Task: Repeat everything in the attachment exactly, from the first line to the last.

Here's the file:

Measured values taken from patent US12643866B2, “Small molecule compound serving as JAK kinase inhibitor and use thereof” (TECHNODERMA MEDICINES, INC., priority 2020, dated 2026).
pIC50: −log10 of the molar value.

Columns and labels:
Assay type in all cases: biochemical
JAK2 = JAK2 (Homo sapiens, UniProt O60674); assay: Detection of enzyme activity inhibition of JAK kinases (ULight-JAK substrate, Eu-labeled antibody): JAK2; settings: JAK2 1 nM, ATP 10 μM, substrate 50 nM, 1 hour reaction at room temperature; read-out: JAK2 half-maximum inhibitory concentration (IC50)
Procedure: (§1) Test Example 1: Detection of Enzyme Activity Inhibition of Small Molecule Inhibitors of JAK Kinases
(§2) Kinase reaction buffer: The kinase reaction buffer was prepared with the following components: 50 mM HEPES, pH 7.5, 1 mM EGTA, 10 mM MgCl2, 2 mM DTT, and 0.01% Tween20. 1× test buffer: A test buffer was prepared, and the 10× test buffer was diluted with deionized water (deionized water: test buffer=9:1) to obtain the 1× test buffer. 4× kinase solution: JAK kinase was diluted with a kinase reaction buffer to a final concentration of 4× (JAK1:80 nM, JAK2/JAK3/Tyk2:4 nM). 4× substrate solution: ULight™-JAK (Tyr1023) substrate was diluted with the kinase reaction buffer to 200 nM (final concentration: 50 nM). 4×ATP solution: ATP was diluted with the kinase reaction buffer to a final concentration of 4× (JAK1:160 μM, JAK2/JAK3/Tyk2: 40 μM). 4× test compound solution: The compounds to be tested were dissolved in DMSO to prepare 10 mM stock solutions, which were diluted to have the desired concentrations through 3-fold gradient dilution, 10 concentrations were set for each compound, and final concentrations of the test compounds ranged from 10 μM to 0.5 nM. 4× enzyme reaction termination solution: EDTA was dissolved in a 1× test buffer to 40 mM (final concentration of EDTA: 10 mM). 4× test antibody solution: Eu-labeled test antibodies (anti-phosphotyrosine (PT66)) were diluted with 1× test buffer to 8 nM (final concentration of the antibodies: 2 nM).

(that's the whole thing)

Measured values taken from patent US12643866B2, “Small molecule compound serving as JAK kinase inhibitor and use thereof” (TECHNODERMA MEDICINES, INC., priority 2020, dated 2026).
pIC50: −log10 of the molar value.

Columns and labels:
Assay type in all cases: biochemical
JAK2 = JAK2 (Homo sapiens, UniProt O60674); assay: Detection of enzyme activity inhibition of JAK kinases (ULight-JAK substrate, Eu-labeled antibody): JAK2; settings: JAK2 1 nM, ATP 10 μM, substrate 50 nM, 1 hour reaction at room temperature; read-out: JAK2 half-maximum inhibitory concentration (IC50)
Procedure: (§1) Test Example 1: Detection of Enzyme Activity Inhibition of Small Molecule Inhibitors of JAK Kinases
(§2) Kinase reaction buffer: The kinase reaction buffer was prepared with the following components: 50 mM HEPES, pH 7.5, 1 mM EGTA, 10 mM MgCl2, 2 mM DTT, and 0.01% Tween20. 1× test buffer: A test buffer was prepared, and the 10× test buffer was diluted with deionized water (deionized water: test buffer=9:1) to obtain the 1× test buffer. 4× kinase solution: JAK kinase was diluted with a kinase reaction buffer to a final concentration of 4× (JAK1:80 nM, JAK2/JAK3/Tyk2:4 nM). 4× substrate solution: ULight™-JAK (Tyr1023) substrate was diluted with the kinase reaction buffer to 200 nM (final concentration: 50 nM). 4×ATP solution: ATP was diluted with the kinase reaction buffer to a final concentration of 4× (JAK1:160 μM, JAK2/JAK3/Tyk2: 40 μM). 4× test compound solution: The compounds to be tested were dissolved in DMSO to prepare 10 mM stock solutions, which were diluted to have the desired concentrations through 3-fold gradient dilution, 10 concentrations were set for each compound, and final concentrations of the test compounds ranged from 10 μM to 0.5 nM. 4× enzyme reaction termination solution: EDTA was dissolved in a 1× test buffer to 40 mM (final concentration of EDTA: 10 mM). 4× test antibody solution: Eu-labeled test antibodies (anti-phosphotyrosine (PT66)) were diluted with 1× test buffer to 8 nM (final concentration of the antibodies: 2 nM).